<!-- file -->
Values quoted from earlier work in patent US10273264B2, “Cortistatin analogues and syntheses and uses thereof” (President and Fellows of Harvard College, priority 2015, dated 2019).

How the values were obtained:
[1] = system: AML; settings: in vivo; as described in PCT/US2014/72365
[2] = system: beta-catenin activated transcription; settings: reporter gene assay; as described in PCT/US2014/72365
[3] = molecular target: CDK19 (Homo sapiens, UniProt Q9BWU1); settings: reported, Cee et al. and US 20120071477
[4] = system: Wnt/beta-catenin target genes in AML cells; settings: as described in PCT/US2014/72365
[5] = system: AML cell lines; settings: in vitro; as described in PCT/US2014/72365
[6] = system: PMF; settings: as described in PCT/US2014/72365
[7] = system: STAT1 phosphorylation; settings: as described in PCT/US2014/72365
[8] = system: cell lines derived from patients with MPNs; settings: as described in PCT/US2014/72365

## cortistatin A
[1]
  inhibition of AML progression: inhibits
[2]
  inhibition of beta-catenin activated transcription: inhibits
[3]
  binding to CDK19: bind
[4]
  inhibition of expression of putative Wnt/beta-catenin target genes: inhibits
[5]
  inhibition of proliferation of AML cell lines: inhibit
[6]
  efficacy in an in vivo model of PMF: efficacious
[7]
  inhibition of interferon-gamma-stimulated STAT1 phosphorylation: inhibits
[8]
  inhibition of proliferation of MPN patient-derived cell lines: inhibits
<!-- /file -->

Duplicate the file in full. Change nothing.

Values quoted from earlier work in patent US10273264B2, “Cortistatin analogues and syntheses and uses thereof” (President and Fellows of Harvard College, priority 2015, dated 2019).

How the values were obtained:
[1] = system: AML; settings: in vivo; as described in PCT/US2014/72365
[2] = system: beta-catenin activated transcription; settings: reporter gene assay; as described in PCT/US2014/72365
[3] = molecular target: CDK19 (Homo sapiens, UniProt Q9BWU1); settings: reported, Cee et al. and US 20120071477
[4] = system: Wnt/beta-catenin target genes in AML cells; settings: as described in PCT/US2014/72365
[5] = system: AML cell lines; settings: in vitro; as described in PCT/US2014/72365
[6] = system: PMF; settings: as described in PCT/US2014/72365
[7] = system: STAT1 phosphorylation; settings: as described in PCT/US2014/72365
[8] = system: cell lines derived from patients with MPNs; settings: as described in PCT/US2014/72365

## cortistatin A
[1]
  inhibition of AML progression: inhibits
[2]
  inhibition of beta-catenin activated transcription: inhibits
[3]
  binding to CDK19: bind
[4]
  inhibition of expression of putative Wnt/beta-catenin target genes: inhibits
[5]
  inhibition of proliferation of AML cell lines: inhibit
[6]
  efficacy in an in vivo model of PMF: efficacious
[7]
  inhibition of interferon-gamma-stimulated STAT1 phosphorylation: inhibits
[8]
  inhibition of proliferation of MPN patient-derived cell lines: inhibits